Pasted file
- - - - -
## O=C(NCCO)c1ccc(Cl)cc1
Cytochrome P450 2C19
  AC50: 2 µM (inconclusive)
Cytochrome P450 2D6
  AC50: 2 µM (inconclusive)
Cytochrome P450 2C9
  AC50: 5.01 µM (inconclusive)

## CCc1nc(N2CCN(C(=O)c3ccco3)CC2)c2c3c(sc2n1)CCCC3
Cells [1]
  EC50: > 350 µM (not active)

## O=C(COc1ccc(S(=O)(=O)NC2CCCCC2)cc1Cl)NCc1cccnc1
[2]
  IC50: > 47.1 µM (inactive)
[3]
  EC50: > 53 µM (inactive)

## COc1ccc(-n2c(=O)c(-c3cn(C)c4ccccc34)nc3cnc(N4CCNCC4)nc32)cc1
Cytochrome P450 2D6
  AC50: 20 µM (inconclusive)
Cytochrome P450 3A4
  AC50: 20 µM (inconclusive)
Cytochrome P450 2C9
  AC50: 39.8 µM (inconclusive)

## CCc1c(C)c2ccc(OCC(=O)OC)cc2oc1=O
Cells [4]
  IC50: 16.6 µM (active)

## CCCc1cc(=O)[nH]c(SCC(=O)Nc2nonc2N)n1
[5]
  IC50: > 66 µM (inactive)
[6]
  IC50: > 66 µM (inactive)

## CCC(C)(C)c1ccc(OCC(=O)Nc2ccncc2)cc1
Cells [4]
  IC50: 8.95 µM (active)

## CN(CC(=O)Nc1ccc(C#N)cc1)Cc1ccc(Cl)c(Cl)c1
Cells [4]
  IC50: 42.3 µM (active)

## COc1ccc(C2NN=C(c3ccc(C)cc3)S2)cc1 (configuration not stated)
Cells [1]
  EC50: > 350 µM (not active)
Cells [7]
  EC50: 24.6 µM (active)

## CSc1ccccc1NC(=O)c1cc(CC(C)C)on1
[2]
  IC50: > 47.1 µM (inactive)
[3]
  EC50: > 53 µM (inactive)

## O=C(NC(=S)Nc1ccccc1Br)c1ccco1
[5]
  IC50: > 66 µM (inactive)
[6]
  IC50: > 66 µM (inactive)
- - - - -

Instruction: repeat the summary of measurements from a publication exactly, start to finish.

## O=C(NCCO)c1ccc(Cl)cc1
Cytochrome P450 2C19
  AC50: 2 µM (inconclusive)
Cytochrome P450 2D6
  AC50: 2 µM (inconclusive)
Cytochrome P450 2C9
  AC50: 5.01 µM (inconclusive)

## CCc1nc(N2CCN(C(=O)c3ccco3)CC2)c2c3c(sc2n1)CCCC3
Cells [1]
  EC50: > 350 µM (not active)

## O=C(COc1ccc(S(=O)(=O)NC2CCCCC2)cc1Cl)NCc1cccnc1
[2]
  IC50: > 47.1 µM (inactive)
[3]
  EC50: > 53 µM (inactive)

## COc1ccc(-n2c(=O)c(-c3cn(C)c4ccccc34)nc3cnc(N4CCNCC4)nc32)cc1
Cytochrome P450 2D6
  AC50: 20 µM (inconclusive)
Cytochrome P450 3A4
  AC50: 20 µM (inconclusive)
Cytochrome P450 2C9
  AC50: 39.8 µM (inconclusive)

## CCc1c(C)c2ccc(OCC(=O)OC)cc2oc1=O
Cells [4]
  IC50: 16.6 µM (active)

## CCCc1cc(=O)[nH]c(SCC(=O)Nc2nonc2N)n1
[5]
  IC50: > 66 µM (inactive)
[6]
  IC50: > 66 µM (inactive)

## CCC(C)(C)c1ccc(OCC(=O)Nc2ccncc2)cc1
Cells [4]
  IC50: 8.95 µM (active)

## CN(CC(=O)Nc1ccc(C#N)cc1)Cc1ccc(Cl)c(Cl)c1
Cells [4]
  IC50: 42.3 µM (active)

## COc1ccc(C2NN=C(c3ccc(C)cc3)S2)cc1 (configuration not stated)
Cells [1]
  EC50: > 350 µM (not active)
Cells [7]
  EC50: 24.6 µM (active)

## CSc1ccccc1NC(=O)c1cc(CC(C)C)on1
[2]
  IC50: > 47.1 µM (inactive)
[3]
  EC50: > 53 µM (inactive)

## O=C(NC(=S)Nc1ccccc1Br)c1ccco1
[5]
  IC50: > 66 µM (inactive)
[6]
  IC50: > 66 µM (inactive)